Winter’s Work

The trees in my backyard acknowledge the cooler temperatures in two ways. One likes to drop its leaves overnight, while the other holds on, slowly changing its colors, shedding a few leaves at a time.

Life has its seasons and mysteries. Sometimes change is almost gentle, and we can take our time letting go. Other endings arrive without warning, brutal in both their severity and sudden appearance. A devastating loss may invite us to grow larger and louder than ever.

Nature tells us transformation begins with incubation, not activity.

When an egg becomes too small for its resident, a baby chick uses its “egg tooth” to chip a tiny opening through the shell. Our temporary lack of forward motion – that frustrating feeling of “stuckness” we’ve been fighting to escape – could be the growth which equips us to cut a new path into the light.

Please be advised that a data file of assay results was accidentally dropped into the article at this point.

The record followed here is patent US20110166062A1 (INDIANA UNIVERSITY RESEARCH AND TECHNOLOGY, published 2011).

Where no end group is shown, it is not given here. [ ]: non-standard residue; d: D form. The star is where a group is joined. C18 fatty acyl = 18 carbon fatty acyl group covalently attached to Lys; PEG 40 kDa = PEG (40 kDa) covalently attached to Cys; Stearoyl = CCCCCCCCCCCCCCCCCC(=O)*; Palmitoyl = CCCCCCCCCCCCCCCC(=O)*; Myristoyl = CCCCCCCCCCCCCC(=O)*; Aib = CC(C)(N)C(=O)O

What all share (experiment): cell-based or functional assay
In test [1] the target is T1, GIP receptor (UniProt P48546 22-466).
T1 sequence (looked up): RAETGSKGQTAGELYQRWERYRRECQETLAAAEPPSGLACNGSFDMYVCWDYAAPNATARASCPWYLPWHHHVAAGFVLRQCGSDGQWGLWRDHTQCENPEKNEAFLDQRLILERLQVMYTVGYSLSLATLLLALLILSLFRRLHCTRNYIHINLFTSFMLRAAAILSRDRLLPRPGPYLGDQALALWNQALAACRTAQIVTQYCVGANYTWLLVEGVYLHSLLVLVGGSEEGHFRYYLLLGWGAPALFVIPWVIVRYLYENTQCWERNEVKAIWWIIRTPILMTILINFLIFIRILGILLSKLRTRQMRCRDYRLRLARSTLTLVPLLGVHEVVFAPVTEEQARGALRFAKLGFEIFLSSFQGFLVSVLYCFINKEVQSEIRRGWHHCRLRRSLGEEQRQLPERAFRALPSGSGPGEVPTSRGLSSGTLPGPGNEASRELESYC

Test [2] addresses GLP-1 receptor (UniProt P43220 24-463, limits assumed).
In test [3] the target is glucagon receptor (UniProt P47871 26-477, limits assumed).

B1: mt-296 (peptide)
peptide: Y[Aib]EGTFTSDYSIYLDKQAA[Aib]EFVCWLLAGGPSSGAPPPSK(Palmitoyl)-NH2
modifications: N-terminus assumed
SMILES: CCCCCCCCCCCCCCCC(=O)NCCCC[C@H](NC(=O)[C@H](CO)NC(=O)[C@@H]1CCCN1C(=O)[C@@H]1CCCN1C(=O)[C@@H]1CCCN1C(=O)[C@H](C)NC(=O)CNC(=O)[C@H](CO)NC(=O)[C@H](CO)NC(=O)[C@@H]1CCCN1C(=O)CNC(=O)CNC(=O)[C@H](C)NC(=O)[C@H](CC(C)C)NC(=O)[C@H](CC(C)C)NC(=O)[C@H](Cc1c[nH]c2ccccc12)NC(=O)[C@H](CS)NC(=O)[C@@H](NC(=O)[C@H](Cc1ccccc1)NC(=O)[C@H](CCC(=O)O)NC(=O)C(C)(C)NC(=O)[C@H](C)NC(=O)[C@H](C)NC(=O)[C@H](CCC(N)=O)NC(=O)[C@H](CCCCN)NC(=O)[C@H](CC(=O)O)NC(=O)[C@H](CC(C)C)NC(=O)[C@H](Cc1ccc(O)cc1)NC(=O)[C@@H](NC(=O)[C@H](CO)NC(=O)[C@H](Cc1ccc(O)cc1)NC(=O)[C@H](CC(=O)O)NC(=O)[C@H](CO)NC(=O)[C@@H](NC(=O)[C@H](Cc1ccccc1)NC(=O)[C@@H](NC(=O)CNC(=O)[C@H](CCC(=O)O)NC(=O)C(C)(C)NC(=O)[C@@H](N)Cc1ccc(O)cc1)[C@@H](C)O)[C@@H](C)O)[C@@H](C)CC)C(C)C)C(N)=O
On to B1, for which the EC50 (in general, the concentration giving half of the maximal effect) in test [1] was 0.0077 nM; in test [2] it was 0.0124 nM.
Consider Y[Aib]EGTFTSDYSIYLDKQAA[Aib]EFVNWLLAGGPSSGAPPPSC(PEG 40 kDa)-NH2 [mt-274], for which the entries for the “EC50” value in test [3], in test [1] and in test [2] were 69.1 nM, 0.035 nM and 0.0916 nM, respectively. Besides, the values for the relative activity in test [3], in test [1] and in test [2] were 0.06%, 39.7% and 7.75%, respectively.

The birth of a butterfly requires more than a caterpillar and a cocoon.

After a butterfly pulls her body into freedom, her first action is not flight. She will not simply unfold her wings like a kite to catch the wind. The butterfly waits, drying and stretching. This expansion, including the hardening of her wings into their proper form, could not occur without an apparent delay.

How often have we wanted to fly away from the cages of our past experience, only to find our wings not yet ready to carry us beyond old limits? Such pauses are not wasted time. In our stillness, invisible forces befriend us, helping us gather strength, wisdom and resilience for the unique journeys we were each created to take.

This season will pass.

I see the deeper beauty of trees asleep in the cold weather, when every forest shows its true architecture. New life waits inside those branches that look barren and empty under the fierce light of a Georgia sunset. If you forget the approach of spring in the darkness of your winter, place your hand on a tree. It knows.